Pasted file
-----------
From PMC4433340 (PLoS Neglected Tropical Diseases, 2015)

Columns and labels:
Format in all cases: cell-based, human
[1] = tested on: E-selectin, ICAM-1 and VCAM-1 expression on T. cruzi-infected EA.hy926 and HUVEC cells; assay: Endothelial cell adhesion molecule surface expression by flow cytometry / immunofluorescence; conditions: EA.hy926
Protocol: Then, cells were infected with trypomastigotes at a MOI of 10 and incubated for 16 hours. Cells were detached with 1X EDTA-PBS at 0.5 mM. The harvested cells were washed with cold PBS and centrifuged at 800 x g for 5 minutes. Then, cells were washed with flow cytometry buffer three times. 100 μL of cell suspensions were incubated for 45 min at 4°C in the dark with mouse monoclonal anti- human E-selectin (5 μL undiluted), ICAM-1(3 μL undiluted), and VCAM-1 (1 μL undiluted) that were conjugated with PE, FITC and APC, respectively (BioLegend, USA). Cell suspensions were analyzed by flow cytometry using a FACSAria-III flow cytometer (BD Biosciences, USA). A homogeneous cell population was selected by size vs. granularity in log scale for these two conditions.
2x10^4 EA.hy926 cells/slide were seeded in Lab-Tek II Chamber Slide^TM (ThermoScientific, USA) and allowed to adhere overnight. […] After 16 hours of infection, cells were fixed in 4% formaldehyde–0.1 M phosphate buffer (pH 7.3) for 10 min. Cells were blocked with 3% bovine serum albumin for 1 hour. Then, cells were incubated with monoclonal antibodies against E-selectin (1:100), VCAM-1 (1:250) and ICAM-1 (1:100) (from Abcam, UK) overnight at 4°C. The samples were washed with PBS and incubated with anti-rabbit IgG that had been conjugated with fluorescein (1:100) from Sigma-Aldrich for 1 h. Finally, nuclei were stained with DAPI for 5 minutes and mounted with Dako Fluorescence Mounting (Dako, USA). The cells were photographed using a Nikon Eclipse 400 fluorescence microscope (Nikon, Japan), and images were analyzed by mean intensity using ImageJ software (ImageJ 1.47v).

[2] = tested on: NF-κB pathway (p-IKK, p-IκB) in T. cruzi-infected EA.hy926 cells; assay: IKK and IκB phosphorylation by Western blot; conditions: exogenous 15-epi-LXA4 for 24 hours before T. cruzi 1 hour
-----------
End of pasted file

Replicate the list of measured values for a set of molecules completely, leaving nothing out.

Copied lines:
From PMC4433340 (PLoS Neglected Tropical Diseases, 2015)

Columns and labels:
Format in all cases: cell-based, human
[1] = tested on: E-selectin, ICAM-1 and VCAM-1 expression on T. cruzi-infected EA.hy926 and HUVEC cells; assay: Endothelial cell adhesion molecule surface expression by flow cytometry / immunofluorescence; conditions: EA.hy926
Protocol: Then, cells were infected with trypomastigotes at a MOI of 10 and incubated for 16 hours. Cells were detached with 1X EDTA-PBS at 0.5 mM. The harvested cells were washed with cold PBS and centrifuged at 800 x g for 5 minutes. Then, cells were washed with flow cytometry buffer three times. 100 μL of cell suspensions were incubated for 45 min at 4°C in the dark with mouse monoclonal anti- human E-selectin (5 μL undiluted), ICAM-1(3 μL undiluted), and VCAM-1 (1 μL undiluted) that were conjugated with PE, FITC and APC, respectively (BioLegend, USA). Cell suspensions were analyzed by flow cytometry using a FACSAria-III flow cytometer (BD Biosciences, USA). A homogeneous cell population was selected by size vs. granularity in log scale for these two conditions.
2x10^4 EA.hy926 cells/slide were seeded in Lab-Tek II Chamber Slide^TM (ThermoScientific, USA) and allowed to adhere overnight. […] After 16 hours of infection, cells were fixed in 4% formaldehyde–0.1 M phosphate buffer (pH 7.3) for 10 min. Cells were blocked with 3% bovine serum albumin for 1 hour. Then, cells were incubated with monoclonal antibodies against E-selectin (1:100), VCAM-1 (1:250) and ICAM-1 (1:100) (from Abcam, UK) overnight at 4°C. The samples were washed with PBS and incubated with anti-rabbit IgG that had been conjugated with fluorescein (1:100) from Sigma-Aldrich for 1 h. Finally, nuclei were stained with DAPI for 5 minutes and mounted with Dako Fluorescence Mounting (Dako, USA). The cells were photographed using a Nikon Eclipse 400 fluorescence microscope (Nikon, Japan), and images were analyzed by mean intensity using ImageJ software (ImageJ 1.47v).

[2] = tested on: NF-κB pathway (p-IKK, p-IκB) in T. cruzi-infected EA.hy926 cells; assay: IKK and IκB phosphorylation by Western blot; conditions: exogenous 15-epi-LXA4 for 24 hours before T. cruzi 1 hour